Self Care for Survivor Supporters

Girl and horse

Caring for a sexual assault survivor can be an immensely rewarding and equally overwhelming task. They’ve turned to you for a reason. Being a good ally requires a conscious level of self-care. Remember, you can’t look after someone else well, if you don’t look after yourself.

Check in with your feelings

It’s important to track what you are feeling and then find an outlet for those feelings. Anger, fear, sadness, and a sense of helplessness are all common. Find someone safe—a close friend or a mental health professional—to talk to who is not the survivor. Alternatively, RAINN has a free, 24-hour hotline you can call at any time: 1-800-656-HOPE (4673).

Pay attention your own experiences

As you check in with your emotions also be aware of your triggers. If the disclosure is bringing up memories of old trauma or makes you feel unsafe in any way, pause and find ways to re-establish equilibrium.

Watch for signs of secondhand trauma as well. Secondhand trauma is a condition where witnessing the trauma of others can cause distress for the allies or caregivers of the survivor. While this most commonly happens to individuals in career fields such as nursing, social work, or teaching, it can happen to anyone. Symptoms may include intense feelings of guilt, dissociation, hypervigilance, and others. The Department of Veterans Affairs has a fantastic resource linked here for coping with secondary trauma stress.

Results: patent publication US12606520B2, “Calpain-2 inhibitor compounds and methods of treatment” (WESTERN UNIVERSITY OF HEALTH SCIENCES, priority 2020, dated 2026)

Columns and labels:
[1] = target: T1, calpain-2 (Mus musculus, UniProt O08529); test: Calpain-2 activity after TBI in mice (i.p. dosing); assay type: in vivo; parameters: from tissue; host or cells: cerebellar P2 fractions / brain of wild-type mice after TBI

Be wary of media consumption.

In the age of social media, it’s easy to reach for our phones and start scrolling when we want to escape. The trouble is that we don’t have much say in what we come across as the images slide past. Be wary of your emotional weather before you open Instagram, Facebook, or any other platform. If you are already feeling heightened, it might be better to choose a book or a familiar movie. (Army of Survivors has an excellent list of recommendations). Social media, the news, and any other challenging content can wait.

Stick to your normal routine.

Self-care is important because it allows us to refill our energy reserves so we may to be fully present for those who need our support. Avoid changing your routine as much as you can. Stick to your normal activities and pace yourself. Say no when you need a break. The more balanced we are, the kinder we can be to those in need.

Remember, healing is a long, non-linear journey that will not happen overnight. Be patient. Be kind—to the survivor and to yourself.